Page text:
Calvinist ethics therefore differs from the four-fold emphasis in Thomistic ethics on eternal law, natural law, human law, and divine law. Mouw writes that “the Thomist preferred a picture in which both the divine and human wills were already immersed in law prior to the presentation of the biblical imperatives” in the revealed divine law (p. 98). Law exists prior to either human or divine will in this view. The divine law reveals the eternal law, which itself serves as “God’s own everlasting normative point of reference” (ibid.). The Divine will, in other words, is always and already subject to an eternal and immutable law.

By contrast, the voluntarism of Calvinist ethics stresses that what Thomas calls divine law is not so much conformity with an eternal and immutable moral law “as a free and direct address from sovereign divine will to defenseless human will” (Mouw, p. 98). In other words, the Calvinist stresses the grounding of the revealed biblical imperatives in God’s will rather than in an eternal law. No law exists apart form the Divine Will. This is an important distinction because it gets at the question: are God’s commands right because God commands them, or does God give commands because these commands are in themselves right? The Thomist opts for the latter option, the Calvinist opts for the former.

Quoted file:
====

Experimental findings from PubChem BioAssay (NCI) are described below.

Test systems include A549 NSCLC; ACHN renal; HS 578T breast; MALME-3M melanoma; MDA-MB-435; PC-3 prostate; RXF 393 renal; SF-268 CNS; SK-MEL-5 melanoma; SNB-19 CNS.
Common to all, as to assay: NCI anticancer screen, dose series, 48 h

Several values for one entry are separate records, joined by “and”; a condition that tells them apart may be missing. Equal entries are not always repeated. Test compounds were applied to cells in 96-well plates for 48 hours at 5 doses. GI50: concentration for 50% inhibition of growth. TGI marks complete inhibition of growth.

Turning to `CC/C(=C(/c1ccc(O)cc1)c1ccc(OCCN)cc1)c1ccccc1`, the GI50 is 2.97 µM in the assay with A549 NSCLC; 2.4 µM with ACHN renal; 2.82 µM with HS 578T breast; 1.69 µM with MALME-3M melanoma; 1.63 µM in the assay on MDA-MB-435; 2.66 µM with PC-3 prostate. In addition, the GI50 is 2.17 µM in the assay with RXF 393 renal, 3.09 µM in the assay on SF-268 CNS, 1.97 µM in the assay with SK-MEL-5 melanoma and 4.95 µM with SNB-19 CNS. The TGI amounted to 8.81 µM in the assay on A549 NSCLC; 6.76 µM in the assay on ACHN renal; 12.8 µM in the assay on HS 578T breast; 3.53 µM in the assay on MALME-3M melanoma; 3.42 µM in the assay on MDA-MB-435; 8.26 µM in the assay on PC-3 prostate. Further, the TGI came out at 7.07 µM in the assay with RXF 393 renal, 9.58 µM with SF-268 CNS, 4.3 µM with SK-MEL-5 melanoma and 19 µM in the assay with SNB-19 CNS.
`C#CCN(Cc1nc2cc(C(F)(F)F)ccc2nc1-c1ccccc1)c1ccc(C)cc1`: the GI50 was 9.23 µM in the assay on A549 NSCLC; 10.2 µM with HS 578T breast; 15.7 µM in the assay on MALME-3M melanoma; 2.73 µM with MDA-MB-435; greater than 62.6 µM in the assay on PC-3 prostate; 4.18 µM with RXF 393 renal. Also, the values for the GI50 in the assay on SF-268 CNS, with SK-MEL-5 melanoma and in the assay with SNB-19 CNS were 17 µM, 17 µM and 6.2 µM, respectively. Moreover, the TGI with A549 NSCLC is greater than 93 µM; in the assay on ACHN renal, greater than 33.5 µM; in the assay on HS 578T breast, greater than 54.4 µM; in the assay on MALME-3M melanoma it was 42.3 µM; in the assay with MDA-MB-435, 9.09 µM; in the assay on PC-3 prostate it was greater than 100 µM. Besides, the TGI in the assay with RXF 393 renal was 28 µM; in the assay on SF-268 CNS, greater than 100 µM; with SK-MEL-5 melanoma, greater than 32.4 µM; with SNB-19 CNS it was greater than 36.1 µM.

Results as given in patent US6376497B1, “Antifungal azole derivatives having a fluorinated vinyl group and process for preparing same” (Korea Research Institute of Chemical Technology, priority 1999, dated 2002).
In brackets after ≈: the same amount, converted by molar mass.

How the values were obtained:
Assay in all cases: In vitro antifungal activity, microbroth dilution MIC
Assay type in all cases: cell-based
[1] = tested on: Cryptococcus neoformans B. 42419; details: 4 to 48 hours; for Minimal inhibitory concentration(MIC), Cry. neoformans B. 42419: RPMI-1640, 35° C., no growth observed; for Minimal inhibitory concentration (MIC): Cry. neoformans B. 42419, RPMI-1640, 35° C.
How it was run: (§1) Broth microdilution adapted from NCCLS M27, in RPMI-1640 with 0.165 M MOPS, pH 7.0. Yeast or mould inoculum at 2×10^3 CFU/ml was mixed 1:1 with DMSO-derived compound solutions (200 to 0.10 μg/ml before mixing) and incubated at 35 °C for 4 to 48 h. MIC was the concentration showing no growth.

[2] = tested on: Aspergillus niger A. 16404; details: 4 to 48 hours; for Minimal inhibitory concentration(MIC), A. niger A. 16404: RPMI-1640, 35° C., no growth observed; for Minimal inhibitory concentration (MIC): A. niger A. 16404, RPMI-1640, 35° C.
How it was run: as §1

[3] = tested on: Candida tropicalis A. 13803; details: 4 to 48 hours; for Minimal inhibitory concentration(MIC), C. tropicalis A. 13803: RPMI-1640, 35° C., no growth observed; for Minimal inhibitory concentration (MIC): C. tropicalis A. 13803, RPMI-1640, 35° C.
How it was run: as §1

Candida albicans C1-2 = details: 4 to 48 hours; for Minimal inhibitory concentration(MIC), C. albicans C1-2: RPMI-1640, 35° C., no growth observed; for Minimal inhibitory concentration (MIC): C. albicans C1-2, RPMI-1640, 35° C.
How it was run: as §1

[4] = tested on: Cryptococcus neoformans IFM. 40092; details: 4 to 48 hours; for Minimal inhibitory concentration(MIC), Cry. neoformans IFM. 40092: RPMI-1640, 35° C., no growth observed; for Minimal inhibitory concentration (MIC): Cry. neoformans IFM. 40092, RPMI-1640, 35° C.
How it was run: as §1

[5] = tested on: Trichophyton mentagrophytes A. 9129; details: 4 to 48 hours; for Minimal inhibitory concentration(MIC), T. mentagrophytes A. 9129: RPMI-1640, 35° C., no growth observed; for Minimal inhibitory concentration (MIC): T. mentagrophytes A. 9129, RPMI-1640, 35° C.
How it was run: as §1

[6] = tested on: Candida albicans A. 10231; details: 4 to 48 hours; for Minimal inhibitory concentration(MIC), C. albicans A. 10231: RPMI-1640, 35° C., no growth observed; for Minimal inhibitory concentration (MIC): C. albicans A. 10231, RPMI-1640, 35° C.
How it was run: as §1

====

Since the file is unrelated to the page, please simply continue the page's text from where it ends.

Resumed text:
However, Mouw notes that Calvinists typically (although not always) soften the voluntarism in this picture in ways that answer the charge of arbitrariness in God’s commands. This softening occurs in two ways. The first softening factor is “the Reformed emphasis on covenant(Mouw, p. 100). The biblical theme of covenant reveals that the “God who overwhelms our depraved wills with sovereign grace is a deity who honors commitments and who calls human beings to exhibit consistent patterns of behavior” (Ibid., pp. 100-101). In other words, the God who freely consents to enter into covenantal relationship with human beings is not morally arbitrary. If human beings respond in faith and obedience to God’s commands – which call persons into relationships of trust and loyalty – then God will honor the covenantal commitment already enacted by the Divine Will prior to the exercise of human agency. Mouw speaks of this divine-human relationship as one of “an interpersonal intimacy” characterized by “an increasing unity of purposes in the context of covenantal mutuality” (Ibid., p. 19). Elsewhere, Mouw accents the covenant theme when he writes: “Ethics, as portrayed in the Scriptures, is a dimension of the believer’s relationship to God, and attempts to isolate morality from this very basic ‘I-Thou’ context will inevitably seem artificial. … The fact of the concrete encounter with the specific mystery of the divine presence is itself a constituting factor of the good life, including the good moral life” (Ibid., p. 42).